Kesterson National Wildlife Refuge

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Evaporation ponds in the Kesterson National Wildlife Refuge

The Kesterson National Wildlife Refuge was an artificial wetland environment, created using agricultural runoff from farmland in California's Central Valley.

The irrigation water is transported to the valley from sources in the Sierra Nevada via the California Aqueduct. Minerals from these sources are carried in the water and concentrated by evaporation from aqueducts, canals, and fields. This has resulted in an exceptionally high accumulation of selenium and other minerals in the wetlands. Wildlife in this region suffered deformities[1] due to selenium poisoning, drawing the attention of news media and leading to the closure of the refuge.[2][3]

Kesterson Reservoir was a unit of the refuge but is now part of San Luis National Wildlife Refuge.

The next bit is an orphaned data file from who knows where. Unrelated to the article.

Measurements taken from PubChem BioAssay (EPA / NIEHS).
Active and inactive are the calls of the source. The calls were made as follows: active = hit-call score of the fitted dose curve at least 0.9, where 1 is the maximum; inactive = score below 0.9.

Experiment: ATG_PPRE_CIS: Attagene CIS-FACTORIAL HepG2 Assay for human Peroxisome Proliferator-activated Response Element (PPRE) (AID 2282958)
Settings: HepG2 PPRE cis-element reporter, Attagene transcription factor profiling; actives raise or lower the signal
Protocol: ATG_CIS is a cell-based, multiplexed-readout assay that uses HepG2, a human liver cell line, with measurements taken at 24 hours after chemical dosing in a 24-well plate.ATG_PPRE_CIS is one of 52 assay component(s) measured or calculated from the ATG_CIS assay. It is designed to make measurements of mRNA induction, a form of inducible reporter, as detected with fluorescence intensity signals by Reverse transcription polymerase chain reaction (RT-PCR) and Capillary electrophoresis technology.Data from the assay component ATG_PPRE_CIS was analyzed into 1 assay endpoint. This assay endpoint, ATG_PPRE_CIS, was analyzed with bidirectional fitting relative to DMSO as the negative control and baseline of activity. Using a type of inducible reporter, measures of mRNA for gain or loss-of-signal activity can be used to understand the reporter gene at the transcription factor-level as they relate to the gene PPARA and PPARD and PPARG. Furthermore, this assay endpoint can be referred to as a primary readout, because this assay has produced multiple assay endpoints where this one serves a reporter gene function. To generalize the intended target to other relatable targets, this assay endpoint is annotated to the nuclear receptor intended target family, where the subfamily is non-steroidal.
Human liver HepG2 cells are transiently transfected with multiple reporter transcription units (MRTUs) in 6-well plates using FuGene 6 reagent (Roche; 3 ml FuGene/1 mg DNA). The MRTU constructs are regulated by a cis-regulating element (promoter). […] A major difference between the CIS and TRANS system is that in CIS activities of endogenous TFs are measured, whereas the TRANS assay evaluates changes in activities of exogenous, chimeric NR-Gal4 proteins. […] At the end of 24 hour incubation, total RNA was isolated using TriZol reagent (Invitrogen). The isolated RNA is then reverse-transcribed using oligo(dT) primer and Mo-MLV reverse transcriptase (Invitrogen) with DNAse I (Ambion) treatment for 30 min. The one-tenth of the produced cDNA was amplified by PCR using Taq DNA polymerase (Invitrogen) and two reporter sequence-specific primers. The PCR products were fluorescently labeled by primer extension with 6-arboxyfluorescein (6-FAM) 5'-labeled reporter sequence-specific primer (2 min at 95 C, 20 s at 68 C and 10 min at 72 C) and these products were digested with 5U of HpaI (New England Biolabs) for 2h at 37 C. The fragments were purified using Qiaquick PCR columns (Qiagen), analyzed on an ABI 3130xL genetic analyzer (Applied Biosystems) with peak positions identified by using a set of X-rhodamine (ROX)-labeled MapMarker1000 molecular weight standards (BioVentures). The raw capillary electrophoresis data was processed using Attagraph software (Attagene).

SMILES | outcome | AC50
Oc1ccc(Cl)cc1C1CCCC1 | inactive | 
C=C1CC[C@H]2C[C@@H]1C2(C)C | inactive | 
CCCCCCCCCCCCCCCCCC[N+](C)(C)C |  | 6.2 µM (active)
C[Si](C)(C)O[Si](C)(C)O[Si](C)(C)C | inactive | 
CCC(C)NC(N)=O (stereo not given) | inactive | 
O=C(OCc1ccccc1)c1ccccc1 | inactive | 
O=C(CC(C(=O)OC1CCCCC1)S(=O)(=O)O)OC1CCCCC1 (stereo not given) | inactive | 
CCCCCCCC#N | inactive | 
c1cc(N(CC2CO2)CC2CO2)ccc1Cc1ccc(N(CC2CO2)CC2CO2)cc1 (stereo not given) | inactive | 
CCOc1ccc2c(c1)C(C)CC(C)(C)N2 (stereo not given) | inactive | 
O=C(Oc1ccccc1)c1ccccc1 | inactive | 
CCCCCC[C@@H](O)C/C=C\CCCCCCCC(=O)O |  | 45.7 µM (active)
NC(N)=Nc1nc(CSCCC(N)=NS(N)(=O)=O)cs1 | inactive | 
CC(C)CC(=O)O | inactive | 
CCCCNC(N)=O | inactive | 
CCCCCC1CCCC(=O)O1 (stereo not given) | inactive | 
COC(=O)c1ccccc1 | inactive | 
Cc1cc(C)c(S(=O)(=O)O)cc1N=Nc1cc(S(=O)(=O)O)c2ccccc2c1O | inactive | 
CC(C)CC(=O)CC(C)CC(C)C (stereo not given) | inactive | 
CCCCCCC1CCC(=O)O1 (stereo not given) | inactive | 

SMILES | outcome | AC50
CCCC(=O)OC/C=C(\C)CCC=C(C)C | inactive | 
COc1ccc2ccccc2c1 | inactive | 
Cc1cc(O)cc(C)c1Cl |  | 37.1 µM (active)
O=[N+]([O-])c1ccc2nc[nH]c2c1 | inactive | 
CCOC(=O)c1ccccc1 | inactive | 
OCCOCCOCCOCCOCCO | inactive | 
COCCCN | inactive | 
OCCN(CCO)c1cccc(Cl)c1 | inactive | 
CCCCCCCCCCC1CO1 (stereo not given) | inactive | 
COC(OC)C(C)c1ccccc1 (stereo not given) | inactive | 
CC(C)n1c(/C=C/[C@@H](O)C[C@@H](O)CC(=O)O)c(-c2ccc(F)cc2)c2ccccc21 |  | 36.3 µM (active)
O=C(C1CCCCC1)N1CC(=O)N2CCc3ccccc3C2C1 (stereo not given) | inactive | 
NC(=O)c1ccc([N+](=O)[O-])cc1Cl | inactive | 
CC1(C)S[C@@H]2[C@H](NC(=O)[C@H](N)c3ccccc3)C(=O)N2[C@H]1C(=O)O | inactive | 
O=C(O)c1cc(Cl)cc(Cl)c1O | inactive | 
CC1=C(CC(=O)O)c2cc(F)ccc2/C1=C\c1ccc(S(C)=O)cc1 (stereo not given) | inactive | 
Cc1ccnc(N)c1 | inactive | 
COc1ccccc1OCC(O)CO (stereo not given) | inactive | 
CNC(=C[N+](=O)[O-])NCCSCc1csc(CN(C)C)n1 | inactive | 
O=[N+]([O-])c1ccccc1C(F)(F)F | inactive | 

See also[edit]

References[edit]

  1. ^ https://web.archive.org/web/20041029064607/http://minerals.cr.usgs.gov/gips/ducklrg.gif. Archived from the original on October 29, 2004. Retrieved February 15, 2005.  Missing or empty |title= (help)
  2. ^ https://web.archive.org/web/20050310041621/http://minerals.cr.usgs.gov/gips/0elemap.htm. Archived from the original on March 10, 2005. Retrieved February 15, 2005.  Missing or empty |title= (help)
  3. ^ "Tragedy at Kesterson Reservoir: Death of a Wildlife Refuge Illustrates Failings of Water Law". Environmental Law Reporter. 1985. Retrieved 12 June 2016. 

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Coordinates: 37°15′30″N 120°53′34″W / 37.25833°N 120.89278°W / 37.25833; -120.89278